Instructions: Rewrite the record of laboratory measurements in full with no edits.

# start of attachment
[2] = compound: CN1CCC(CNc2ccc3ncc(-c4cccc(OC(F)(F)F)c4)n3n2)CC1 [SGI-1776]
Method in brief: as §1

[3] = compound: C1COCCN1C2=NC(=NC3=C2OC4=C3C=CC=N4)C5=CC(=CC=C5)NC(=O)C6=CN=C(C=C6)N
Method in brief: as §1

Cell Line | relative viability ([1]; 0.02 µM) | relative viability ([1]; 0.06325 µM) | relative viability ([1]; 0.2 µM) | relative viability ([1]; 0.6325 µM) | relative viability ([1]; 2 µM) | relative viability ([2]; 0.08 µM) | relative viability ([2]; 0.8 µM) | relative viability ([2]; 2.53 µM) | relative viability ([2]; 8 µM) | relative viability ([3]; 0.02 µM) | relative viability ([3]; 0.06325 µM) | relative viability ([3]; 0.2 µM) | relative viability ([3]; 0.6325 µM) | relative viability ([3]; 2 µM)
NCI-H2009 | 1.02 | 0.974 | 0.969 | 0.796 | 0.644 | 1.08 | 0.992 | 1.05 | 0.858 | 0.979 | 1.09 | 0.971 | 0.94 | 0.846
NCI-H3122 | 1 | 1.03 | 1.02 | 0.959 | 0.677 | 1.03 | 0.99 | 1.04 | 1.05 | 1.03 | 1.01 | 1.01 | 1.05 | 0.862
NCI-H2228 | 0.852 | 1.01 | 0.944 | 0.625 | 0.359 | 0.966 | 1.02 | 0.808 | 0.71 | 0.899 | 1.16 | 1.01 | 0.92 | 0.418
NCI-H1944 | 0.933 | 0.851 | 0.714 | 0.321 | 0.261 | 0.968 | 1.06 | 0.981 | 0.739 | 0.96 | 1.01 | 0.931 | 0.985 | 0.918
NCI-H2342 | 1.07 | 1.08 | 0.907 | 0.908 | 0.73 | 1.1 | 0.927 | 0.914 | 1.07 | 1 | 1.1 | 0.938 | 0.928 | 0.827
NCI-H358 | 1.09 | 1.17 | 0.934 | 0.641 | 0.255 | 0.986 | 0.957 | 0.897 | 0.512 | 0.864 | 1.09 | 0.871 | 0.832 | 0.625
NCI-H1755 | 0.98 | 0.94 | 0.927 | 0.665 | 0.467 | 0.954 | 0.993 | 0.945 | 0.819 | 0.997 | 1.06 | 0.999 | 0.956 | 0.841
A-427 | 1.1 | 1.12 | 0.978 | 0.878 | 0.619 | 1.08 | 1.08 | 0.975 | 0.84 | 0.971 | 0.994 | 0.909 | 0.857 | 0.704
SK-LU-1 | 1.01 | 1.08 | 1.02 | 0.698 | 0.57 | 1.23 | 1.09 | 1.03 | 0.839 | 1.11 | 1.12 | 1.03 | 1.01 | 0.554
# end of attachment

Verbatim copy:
[2] = compound: CN1CCC(CNc2ccc3ncc(-c4cccc(OC(F)(F)F)c4)n3n2)CC1 [SGI-1776]
Method in brief: as §1

[3] = compound: C1COCCN1C2=NC(=NC3=C2OC4=C3C=CC=N4)C5=CC(=CC=C5)NC(=O)C6=CN=C(C=C6)N
Method in brief: as §1

Cell Line | relative viability ([1]; 0.02 µM) | relative viability ([1]; 0.06325 µM) | relative viability ([1]; 0.2 µM) | relative viability ([1]; 0.6325 µM) | relative viability ([1]; 2 µM) | relative viability ([2]; 0.08 µM) | relative viability ([2]; 0.8 µM) | relative viability ([2]; 2.53 µM) | relative viability ([2]; 8 µM) | relative viability ([3]; 0.02 µM) | relative viability ([3]; 0.06325 µM) | relative viability ([3]; 0.2 µM) | relative viability ([3]; 0.6325 µM) | relative viability ([3]; 2 µM)
NCI-H2009 | 1.02 | 0.974 | 0.969 | 0.796 | 0.644 | 1.08 | 0.992 | 1.05 | 0.858 | 0.979 | 1.09 | 0.971 | 0.94 | 0.846
NCI-H3122 | 1 | 1.03 | 1.02 | 0.959 | 0.677 | 1.03 | 0.99 | 1.04 | 1.05 | 1.03 | 1.01 | 1.01 | 1.05 | 0.862
NCI-H2228 | 0.852 | 1.01 | 0.944 | 0.625 | 0.359 | 0.966 | 1.02 | 0.808 | 0.71 | 0.899 | 1.16 | 1.01 | 0.92 | 0.418
NCI-H1944 | 0.933 | 0.851 | 0.714 | 0.321 | 0.261 | 0.968 | 1.06 | 0.981 | 0.739 | 0.96 | 1.01 | 0.931 | 0.985 | 0.918
NCI-H2342 | 1.07 | 1.08 | 0.907 | 0.908 | 0.73 | 1.1 | 0.927 | 0.914 | 1.07 | 1 | 1.1 | 0.938 | 0.928 | 0.827
NCI-H358 | 1.09 | 1.17 | 0.934 | 0.641 | 0.255 | 0.986 | 0.957 | 0.897 | 0.512 | 0.864 | 1.09 | 0.871 | 0.832 | 0.625
NCI-H1755 | 0.98 | 0.94 | 0.927 | 0.665 | 0.467 | 0.954 | 0.993 | 0.945 | 0.819 | 0.997 | 1.06 | 0.999 | 0.956 | 0.841
A-427 | 1.1 | 1.12 | 0.978 | 0.878 | 0.619 | 1.08 | 1.08 | 0.975 | 0.84 | 0.971 | 0.994 | 0.909 | 0.857 | 0.704
SK-LU-1 | 1.01 | 1.08 | 1.02 | 0.698 | 0.57 | 1.23 | 1.09 | 1.03 | 0.839 | 1.11 | 1.12 | 1.03 | 1.01 | 0.554